The #1 most expensive coffee in the world is made from the #2 of a jungle cat.
Kopi Luwak, aka Bali jungle cat poop coffee, is produced mainly on the islands in the Indonesian Archipelago. Agrowisata Abian Kusuma Sari, a coffee plantation in the Tampaksiring region of Bali is one such plantation and the location for a taste test extraordinaire.
The luwak, or civet, is a small nocturnal animal that looks like a cross between a cat and a ferret. They roam through the jungles after dark, selecting the most ripe, sweetest coffee cherries to feast on for their fruit pulp. The fruit enters the animal’s digestive tract, where natural fermentation takes place as the enzymes seep into the coffee beans.
After spending about a day and a half in the civet’s digestive tract, the partially digested beans are expelled in clumps through the defecation process, thus gaining the alias “cat poop coffee.” The collected beans, which have maintained their shape and still covered with the berry’s fleshy inner layers, are harvested, washed and roasted.
Even though they are temporarily in contact with bacteria, the beans contain insignificant amounts of pathogenic organisms associated with feces because the outside of the bean is not completely digested and after collection it is thoroughly washing and then roasted, sometimes multiple times.
The Agrowisata Abian Kusuma Sari plantation is ensconced in a jungle lushness enveloping the walking paths on the way to the tasting area. We were guided through the coffee and spice gardens and educated on all the plants in the thick growth. Finally we reached the tasting area, a pleasant, shaded terrace overlooking a stunning panorama of dense jungle valley.
We were served around a dozen or so different types and flavors of tea and coffee in small glass demitasse cups to sample. The flavors were wonderful and diverse, some savory, some sweet. I especially liked the Bali Cocoa coffee and the Bali Ginger tea.
But the pièce de résistance, of course, was the moment of truth when you make the decision as to whether you will try the poop coffee. I was the only one in our group willing to take on the challenge.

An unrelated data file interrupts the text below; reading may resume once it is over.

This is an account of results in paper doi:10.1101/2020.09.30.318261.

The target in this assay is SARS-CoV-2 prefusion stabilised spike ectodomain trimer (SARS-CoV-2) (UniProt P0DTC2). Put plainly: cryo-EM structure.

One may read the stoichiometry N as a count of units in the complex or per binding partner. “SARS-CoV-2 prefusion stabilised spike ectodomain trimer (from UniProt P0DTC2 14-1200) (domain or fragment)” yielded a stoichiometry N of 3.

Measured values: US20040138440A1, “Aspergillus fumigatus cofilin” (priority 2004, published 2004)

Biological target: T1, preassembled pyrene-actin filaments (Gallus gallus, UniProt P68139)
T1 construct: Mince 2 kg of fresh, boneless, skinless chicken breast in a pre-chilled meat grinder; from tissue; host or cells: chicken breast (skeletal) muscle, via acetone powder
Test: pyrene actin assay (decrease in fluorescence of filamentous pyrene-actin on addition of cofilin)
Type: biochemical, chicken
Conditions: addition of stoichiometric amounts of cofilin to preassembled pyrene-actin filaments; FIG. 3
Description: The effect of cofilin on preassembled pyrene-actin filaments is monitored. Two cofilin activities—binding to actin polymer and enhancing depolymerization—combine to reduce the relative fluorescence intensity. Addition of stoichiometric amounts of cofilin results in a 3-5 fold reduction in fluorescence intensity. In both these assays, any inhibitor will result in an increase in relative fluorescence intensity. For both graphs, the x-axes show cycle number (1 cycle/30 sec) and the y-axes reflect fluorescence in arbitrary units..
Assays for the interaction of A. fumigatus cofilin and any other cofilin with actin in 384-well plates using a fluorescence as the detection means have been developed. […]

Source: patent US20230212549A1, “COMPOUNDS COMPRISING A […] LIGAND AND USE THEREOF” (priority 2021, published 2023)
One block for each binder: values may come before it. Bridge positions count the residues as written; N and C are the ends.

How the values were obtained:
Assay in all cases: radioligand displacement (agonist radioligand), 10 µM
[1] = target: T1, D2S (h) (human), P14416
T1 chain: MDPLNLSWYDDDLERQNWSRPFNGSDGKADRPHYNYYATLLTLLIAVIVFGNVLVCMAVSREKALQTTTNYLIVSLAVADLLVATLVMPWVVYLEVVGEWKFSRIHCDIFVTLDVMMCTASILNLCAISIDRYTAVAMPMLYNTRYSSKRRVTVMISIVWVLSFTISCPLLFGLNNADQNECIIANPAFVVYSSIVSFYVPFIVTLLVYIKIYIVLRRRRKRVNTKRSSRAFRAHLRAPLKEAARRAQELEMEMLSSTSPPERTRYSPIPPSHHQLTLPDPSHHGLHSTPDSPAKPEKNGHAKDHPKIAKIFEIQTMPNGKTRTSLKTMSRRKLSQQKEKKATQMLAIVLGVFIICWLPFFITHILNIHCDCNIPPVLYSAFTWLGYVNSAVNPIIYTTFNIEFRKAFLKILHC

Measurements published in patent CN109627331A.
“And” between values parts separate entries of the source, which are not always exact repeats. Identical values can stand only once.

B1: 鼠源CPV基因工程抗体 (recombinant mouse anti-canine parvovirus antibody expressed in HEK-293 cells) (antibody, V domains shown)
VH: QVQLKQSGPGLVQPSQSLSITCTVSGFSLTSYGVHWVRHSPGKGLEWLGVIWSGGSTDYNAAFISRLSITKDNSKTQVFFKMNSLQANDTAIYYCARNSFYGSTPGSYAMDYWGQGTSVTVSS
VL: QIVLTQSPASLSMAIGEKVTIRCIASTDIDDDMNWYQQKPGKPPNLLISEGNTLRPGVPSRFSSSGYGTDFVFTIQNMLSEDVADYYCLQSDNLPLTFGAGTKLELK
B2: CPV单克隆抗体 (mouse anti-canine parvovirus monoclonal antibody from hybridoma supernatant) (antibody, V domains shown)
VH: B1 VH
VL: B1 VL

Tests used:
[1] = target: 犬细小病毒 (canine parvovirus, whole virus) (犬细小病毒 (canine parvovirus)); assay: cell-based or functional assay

Intrepidly, I grasped the handle, took a big gulp…. and swallowed. I have to admit, I was surprised that it tasted that good. I’m not one of those fans of overly-strong, burnt-tasting coffee, so the smooth flavor with just a tiny hint of caramel tickled my taste buds.
I drained the cup, down to the last dropping.
A scene featuring Kopi Luwak coffee can be seen in the 2008 movie The Bucket List where Morgan Freeman takes great joy in revealing to Jack Nicholson that he has just enjoyed coffee make from cat feces. “You’re shitting me!” says Nicholson, to which Freeman replies amid a huge belly laugh, “No, the cats beat me to it!”
In 1995, an Ig Nobel Prize – a parody of the Nobel Prize whose stated aim is to “honor achievements that first make people laugh, and then make them think” – was awarded to John Martinez of J. Martinez & Company in Atlanta, Georgia, for “Luwak Coffee, the world’s most expensive coffee, which is made from coffee beans ingested and excreted by the luwak (aka, the palm civet), a bobcat-like animal native to Indonesia.”
Aside from the initial repulsion of ingesting something that has been excreted by another species, there are two additional issues of debate surrounding Kopi Luwak coffee – taste and treatment.
There are mixed opinions regarding the taste of Kopi Luwak. The Specialty Coffee Association of America claims the taste is similar to normal coffee beans. “Cuppers” (professional coffee tasters) claimed that while they were able to distinguish the Kopi Luwak as distinct from the other samples and that it was less acidic, they did not find it to be remarkable, making it more rare than distinct and regarding it as a gimmick.
Supporters argue that the process may improve coffee through selection and digestion. Selection occurs when the animals choose the ripest, sweetest cherries. During digestive fermentation, enzymes permeate the beans with amino acids which may improve the flavor and remove the bitterness.
Most coffee drinkers are able to distinguish a distinct taste. Just the fact that it is less acidic makes it favorable to many people.
A 2012 investigation by The Guardian newspaper found Indonesian civets were being confined in cramped cages and force-fed a debilitating diet of coffee cherries in conditions described as “awful” and “horrific.”
At the Agrowisata Abian Kusuma Sari plantation, we were shown where the expelled coffee is collected. Or rather, not shown. “We do not cage the animals,” said our plantation guide. “Nor do we force-feed them the coffee cherries as is unfortunately is being done in some areas. We harvest the defecated beans from the wild before processing them. It is our opinion that the animals will naturally select the sweetest cherries, which ultimately makes the smoothest, best tasting coffee.”
Kopi Luwak is considered the world’s most expensive coffee due to the uncommon method of production, and scarcity of only 500 lbs. of the beans produced every year. The price for 16 ounces of the beans can be as high as $600. A quick search on Amazon turned up a bargain of $389.99.
My steaming mug of the luwak crappachino was only $5.00.
The experience? Priceless.
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